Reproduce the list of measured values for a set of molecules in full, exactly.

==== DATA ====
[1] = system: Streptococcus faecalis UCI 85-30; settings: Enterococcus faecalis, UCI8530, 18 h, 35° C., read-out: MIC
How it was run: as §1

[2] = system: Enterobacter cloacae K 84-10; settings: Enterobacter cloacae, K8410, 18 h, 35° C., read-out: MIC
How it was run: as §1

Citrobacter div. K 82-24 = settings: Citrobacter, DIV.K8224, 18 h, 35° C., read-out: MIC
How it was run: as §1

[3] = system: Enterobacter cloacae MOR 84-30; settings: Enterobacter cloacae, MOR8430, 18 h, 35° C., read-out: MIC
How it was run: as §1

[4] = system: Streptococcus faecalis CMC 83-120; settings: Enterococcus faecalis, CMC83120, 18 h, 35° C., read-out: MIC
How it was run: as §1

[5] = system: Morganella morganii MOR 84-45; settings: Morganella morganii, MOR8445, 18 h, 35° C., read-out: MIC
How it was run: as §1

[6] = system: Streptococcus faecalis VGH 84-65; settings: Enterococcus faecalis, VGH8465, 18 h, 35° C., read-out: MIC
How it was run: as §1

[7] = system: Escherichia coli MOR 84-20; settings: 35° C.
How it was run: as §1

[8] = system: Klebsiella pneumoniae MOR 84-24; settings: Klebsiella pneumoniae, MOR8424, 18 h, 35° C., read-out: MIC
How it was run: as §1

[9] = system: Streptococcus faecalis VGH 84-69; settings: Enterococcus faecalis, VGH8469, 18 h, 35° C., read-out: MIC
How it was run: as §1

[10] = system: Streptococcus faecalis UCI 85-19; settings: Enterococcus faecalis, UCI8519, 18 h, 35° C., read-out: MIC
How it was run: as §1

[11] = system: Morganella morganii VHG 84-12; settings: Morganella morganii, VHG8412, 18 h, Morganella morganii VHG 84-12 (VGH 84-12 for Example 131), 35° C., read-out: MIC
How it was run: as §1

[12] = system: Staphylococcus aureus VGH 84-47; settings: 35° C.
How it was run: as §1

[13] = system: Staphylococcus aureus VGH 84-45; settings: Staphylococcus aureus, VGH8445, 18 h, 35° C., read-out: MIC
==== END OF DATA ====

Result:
[1] = system: Streptococcus faecalis UCI 85-30; settings: Enterococcus faecalis, UCI8530, 18 h, 35° C., read-out: MIC
How it was run: as §1

[2] = system: Enterobacter cloacae K 84-10; settings: Enterobacter cloacae, K8410, 18 h, 35° C., read-out: MIC
How it was run: as §1

Citrobacter div. K 82-24 = settings: Citrobacter, DIV.K8224, 18 h, 35° C., read-out: MIC
How it was run: as §1

[3] = system: Enterobacter cloacae MOR 84-30; settings: Enterobacter cloacae, MOR8430, 18 h, 35° C., read-out: MIC
How it was run: as §1

[4] = system: Streptococcus faecalis CMC 83-120; settings: Enterococcus faecalis, CMC83120, 18 h, 35° C., read-out: MIC
How it was run: as §1

[5] = system: Morganella morganii MOR 84-45; settings: Morganella morganii, MOR8445, 18 h, 35° C., read-out: MIC
How it was run: as §1

[6] = system: Streptococcus faecalis VGH 84-65; settings: Enterococcus faecalis, VGH8465, 18 h, 35° C., read-out: MIC
How it was run: as §1

[7] = system: Escherichia coli MOR 84-20; settings: 35° C.
How it was run: as §1

[8] = system: Klebsiella pneumoniae MOR 84-24; settings: Klebsiella pneumoniae, MOR8424, 18 h, 35° C., read-out: MIC
How it was run: as §1

[9] = system: Streptococcus faecalis VGH 84-69; settings: Enterococcus faecalis, VGH8469, 18 h, 35° C., read-out: MIC
How it was run: as §1

[10] = system: Streptococcus faecalis UCI 85-19; settings: Enterococcus faecalis, UCI8519, 18 h, 35° C., read-out: MIC
How it was run: as §1

[11] = system: Morganella morganii VHG 84-12; settings: Morganella morganii, VHG8412, 18 h, Morganella morganii VHG 84-12 (VGH 84-12 for Example 131), 35° C., read-out: MIC
How it was run: as §1

[12] = system: Staphylococcus aureus VGH 84-47; settings: 35° C.
How it was run: as §1

[13] = system: Staphylococcus aureus VGH 84-45; settings: Staphylococcus aureus, VGH8445, 18 h, 35° C., read-out: MIC